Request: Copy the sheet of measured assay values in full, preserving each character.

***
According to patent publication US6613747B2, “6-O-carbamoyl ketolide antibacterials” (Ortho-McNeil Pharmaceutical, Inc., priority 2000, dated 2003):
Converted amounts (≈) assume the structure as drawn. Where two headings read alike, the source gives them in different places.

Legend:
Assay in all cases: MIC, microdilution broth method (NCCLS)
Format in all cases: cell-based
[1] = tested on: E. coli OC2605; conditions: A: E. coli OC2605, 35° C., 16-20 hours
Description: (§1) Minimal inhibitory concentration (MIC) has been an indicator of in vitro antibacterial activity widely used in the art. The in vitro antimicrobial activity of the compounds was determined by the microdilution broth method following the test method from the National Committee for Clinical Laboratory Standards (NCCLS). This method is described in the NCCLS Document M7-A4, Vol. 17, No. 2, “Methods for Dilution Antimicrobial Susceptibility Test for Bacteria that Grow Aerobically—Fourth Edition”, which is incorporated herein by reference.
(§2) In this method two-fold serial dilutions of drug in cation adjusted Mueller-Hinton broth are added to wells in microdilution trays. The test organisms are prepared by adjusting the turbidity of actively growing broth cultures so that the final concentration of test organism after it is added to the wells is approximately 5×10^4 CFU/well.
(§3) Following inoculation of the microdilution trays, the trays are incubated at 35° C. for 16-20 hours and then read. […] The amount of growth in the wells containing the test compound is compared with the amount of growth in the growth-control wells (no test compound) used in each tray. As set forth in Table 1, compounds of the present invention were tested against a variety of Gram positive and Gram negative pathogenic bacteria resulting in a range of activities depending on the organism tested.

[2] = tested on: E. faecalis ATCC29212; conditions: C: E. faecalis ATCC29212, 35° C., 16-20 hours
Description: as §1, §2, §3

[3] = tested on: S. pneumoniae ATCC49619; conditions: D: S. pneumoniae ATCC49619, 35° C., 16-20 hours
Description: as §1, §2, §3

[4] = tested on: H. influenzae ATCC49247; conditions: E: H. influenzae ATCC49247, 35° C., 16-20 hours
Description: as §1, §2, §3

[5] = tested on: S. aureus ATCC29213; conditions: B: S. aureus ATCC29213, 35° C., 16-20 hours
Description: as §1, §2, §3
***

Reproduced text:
According to patent publication US6613747B2, “6-O-carbamoyl ketolide antibacterials” (Ortho-McNeil Pharmaceutical, Inc., priority 2000, dated 2003):
Converted amounts (≈) assume the structure as drawn. Where two headings read alike, the source gives them in different places.

Legend:
Assay in all cases: MIC, microdilution broth method (NCCLS)
Format in all cases: cell-based
[1] = tested on: E. coli OC2605; conditions: A: E. coli OC2605, 35° C., 16-20 hours
Description: (§1) Minimal inhibitory concentration (MIC) has been an indicator of in vitro antibacterial activity widely used in the art. The in vitro antimicrobial activity of the compounds was determined by the microdilution broth method following the test method from the National Committee for Clinical Laboratory Standards (NCCLS). This method is described in the NCCLS Document M7-A4, Vol. 17, No. 2, “Methods for Dilution Antimicrobial Susceptibility Test for Bacteria that Grow Aerobically—Fourth Edition”, which is incorporated herein by reference.
(§2) In this method two-fold serial dilutions of drug in cation adjusted Mueller-Hinton broth are added to wells in microdilution trays. The test organisms are prepared by adjusting the turbidity of actively growing broth cultures so that the final concentration of test organism after it is added to the wells is approximately 5×10^4 CFU/well.
(§3) Following inoculation of the microdilution trays, the trays are incubated at 35° C. for 16-20 hours and then read. […] The amount of growth in the wells containing the test compound is compared with the amount of growth in the growth-control wells (no test compound) used in each tray. As set forth in Table 1, compounds of the present invention were tested against a variety of Gram positive and Gram negative pathogenic bacteria resulting in a range of activities depending on the organism tested.

[2] = tested on: E. faecalis ATCC29212; conditions: C: E. faecalis ATCC29212, 35° C., 16-20 hours
Description: as §1, §2, §3

[3] = tested on: S. pneumoniae ATCC49619; conditions: D: S. pneumoniae ATCC49619, 35° C., 16-20 hours
Description: as §1, §2, §3

[4] = tested on: H. influenzae ATCC49247; conditions: E: H. influenzae ATCC49247, 35° C., 16-20 hours
Description: as §1, §2, §3

[5] = tested on: S. aureus ATCC29213; conditions: B: S. aureus ATCC29213, 35° C., 16-20 hours
Description: as §1, §2, §3